• Tax reporting: If using a CHESS sponsored broker, tax details relating to distributions of ETFs get prefilled in MyTax. If selling an ETF, it is easiest to use a service like Navexa or Sharesight to record all trades to report the tax accurately. For custodian brokers, tax details may or may not prefill in MyTax, but the broker sends a tax statement and an accompanying guide to you to fill in the details yourself. Using a service like Navexa or Sharesight to do tax reporting is not necessary for custodian brokers; however, the broker may not be flexible with choosing which ETFs to sell.
  • Initial investment: For most CHESS sponsored brokers, ASX-listed products must have an initial investment of $500. This is known as the minimum marketable parcel. Any following trade for that product can be any amount. This doesn’t apply to brokers that use the custodian model, where they generally have their own reoccuring minimum investment amount.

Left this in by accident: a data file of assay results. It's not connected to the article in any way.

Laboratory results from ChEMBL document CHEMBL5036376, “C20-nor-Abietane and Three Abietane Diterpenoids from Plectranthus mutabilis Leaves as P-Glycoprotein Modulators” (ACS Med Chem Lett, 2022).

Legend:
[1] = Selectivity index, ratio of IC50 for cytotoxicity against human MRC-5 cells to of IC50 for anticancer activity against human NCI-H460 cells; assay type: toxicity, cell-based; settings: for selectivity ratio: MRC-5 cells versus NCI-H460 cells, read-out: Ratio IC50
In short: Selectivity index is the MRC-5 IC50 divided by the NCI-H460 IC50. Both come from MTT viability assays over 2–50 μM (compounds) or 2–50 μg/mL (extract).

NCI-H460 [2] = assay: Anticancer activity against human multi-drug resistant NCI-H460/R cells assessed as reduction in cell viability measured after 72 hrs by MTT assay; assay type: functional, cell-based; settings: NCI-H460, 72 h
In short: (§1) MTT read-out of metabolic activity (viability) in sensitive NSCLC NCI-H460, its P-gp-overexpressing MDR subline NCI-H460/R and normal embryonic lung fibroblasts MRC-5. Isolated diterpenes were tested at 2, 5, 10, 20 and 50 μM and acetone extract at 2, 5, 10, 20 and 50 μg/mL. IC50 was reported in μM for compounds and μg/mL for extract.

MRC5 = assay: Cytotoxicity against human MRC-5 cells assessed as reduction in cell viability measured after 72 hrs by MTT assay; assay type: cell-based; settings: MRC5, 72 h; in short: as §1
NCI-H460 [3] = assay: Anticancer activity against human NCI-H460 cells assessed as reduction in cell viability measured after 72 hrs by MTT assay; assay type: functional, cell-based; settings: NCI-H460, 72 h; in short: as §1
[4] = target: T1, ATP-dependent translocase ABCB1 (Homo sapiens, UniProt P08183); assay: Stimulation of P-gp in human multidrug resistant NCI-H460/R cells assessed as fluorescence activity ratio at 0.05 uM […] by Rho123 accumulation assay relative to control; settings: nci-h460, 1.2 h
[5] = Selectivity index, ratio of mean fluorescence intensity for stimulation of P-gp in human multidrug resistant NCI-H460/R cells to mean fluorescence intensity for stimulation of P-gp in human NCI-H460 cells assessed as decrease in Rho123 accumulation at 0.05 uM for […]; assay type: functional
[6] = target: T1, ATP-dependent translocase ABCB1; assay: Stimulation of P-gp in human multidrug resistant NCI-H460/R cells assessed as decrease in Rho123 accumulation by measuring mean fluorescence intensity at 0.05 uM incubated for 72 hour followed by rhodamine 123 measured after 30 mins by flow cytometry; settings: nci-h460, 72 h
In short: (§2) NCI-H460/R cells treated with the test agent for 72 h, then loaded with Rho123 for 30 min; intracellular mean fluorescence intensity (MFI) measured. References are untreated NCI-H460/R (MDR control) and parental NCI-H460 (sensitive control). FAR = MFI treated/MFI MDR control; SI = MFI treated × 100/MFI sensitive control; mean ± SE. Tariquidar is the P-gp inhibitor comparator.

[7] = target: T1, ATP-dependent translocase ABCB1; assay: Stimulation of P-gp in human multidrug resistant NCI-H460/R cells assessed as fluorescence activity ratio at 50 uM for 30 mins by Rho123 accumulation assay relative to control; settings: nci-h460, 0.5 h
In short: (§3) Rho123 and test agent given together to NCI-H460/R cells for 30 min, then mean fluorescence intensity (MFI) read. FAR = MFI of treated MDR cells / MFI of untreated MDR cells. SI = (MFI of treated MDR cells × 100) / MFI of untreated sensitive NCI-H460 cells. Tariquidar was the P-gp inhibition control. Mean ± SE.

• Transfers: Transferring a portfolio between CHESS sponsored brokers is always free and can be done by filling out the form provided by the broker you’re moving to. Custodian brokers can be more restrictive, which could make it more difficult to transfer into or out of a custodian broker.

What is a Distribution Reinvestment Plan (DRP)?

Note: Distributions = dividends + capital gains incurred by the fund manager + other income